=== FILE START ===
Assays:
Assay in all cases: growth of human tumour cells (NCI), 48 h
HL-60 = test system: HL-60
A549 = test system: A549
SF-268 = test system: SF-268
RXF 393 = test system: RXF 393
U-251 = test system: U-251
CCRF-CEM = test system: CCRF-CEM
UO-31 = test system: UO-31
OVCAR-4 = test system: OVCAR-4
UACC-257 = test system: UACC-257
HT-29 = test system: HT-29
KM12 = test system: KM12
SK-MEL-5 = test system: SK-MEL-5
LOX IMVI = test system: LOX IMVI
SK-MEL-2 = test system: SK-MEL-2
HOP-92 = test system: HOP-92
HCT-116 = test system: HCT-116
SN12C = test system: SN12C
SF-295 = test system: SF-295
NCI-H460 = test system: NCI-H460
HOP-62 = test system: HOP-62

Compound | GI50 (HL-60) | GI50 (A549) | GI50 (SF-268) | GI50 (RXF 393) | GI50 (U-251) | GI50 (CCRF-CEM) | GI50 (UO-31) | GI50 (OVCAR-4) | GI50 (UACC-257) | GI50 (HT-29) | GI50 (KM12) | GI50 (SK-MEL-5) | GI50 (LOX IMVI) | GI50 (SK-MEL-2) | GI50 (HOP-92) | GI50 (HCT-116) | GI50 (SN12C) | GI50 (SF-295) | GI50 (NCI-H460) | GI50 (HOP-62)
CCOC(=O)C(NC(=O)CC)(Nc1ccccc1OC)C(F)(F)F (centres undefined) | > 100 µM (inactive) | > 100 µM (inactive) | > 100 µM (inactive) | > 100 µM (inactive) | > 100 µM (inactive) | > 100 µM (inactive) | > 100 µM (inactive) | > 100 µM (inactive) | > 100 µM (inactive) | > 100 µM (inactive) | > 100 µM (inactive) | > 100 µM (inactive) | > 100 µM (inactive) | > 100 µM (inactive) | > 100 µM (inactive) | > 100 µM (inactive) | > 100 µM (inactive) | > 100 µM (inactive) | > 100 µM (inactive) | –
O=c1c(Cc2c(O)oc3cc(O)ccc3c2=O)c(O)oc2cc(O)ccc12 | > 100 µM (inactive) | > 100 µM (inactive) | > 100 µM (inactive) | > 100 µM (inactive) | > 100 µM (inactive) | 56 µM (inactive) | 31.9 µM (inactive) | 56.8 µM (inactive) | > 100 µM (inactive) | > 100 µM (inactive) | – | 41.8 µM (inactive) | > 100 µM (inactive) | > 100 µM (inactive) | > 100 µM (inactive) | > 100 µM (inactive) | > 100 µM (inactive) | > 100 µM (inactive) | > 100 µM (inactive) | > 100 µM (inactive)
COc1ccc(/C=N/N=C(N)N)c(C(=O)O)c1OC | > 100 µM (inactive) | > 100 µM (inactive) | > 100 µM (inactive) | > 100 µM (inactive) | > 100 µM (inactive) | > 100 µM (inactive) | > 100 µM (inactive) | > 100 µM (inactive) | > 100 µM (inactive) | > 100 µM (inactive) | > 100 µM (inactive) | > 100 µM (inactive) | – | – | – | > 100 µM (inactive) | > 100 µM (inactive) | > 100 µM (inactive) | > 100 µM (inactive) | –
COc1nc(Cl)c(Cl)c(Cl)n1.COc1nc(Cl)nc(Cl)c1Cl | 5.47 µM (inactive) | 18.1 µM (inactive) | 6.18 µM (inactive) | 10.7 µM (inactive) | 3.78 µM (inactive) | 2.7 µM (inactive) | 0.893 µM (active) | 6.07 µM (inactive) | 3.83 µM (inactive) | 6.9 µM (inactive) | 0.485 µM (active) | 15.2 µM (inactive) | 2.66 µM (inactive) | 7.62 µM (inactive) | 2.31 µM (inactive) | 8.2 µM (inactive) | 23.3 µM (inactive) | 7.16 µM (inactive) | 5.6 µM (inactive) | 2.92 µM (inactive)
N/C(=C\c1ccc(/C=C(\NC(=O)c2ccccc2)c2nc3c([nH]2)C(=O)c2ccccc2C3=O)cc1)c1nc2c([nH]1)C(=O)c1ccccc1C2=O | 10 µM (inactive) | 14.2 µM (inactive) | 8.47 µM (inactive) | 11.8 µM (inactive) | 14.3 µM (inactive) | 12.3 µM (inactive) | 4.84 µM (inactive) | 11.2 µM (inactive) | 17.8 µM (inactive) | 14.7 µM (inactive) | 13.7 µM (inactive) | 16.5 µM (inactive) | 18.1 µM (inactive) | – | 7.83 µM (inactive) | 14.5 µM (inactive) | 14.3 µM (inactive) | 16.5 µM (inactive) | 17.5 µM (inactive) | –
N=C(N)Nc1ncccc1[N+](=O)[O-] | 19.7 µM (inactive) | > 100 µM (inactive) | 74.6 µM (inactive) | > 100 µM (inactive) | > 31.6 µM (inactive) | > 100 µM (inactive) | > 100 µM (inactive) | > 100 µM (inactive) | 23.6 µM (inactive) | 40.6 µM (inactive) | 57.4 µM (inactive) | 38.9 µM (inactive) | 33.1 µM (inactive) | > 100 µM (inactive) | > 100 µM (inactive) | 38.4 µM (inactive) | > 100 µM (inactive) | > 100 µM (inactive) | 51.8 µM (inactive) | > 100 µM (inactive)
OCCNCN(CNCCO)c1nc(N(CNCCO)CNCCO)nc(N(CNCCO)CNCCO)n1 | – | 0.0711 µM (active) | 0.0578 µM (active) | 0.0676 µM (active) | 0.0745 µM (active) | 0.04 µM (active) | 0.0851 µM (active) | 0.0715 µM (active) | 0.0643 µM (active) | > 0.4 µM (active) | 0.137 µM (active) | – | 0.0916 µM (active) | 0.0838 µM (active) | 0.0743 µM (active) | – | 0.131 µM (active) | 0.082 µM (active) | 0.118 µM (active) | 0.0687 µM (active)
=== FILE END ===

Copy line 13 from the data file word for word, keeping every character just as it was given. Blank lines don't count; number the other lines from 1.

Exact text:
KM12 = test system: KM12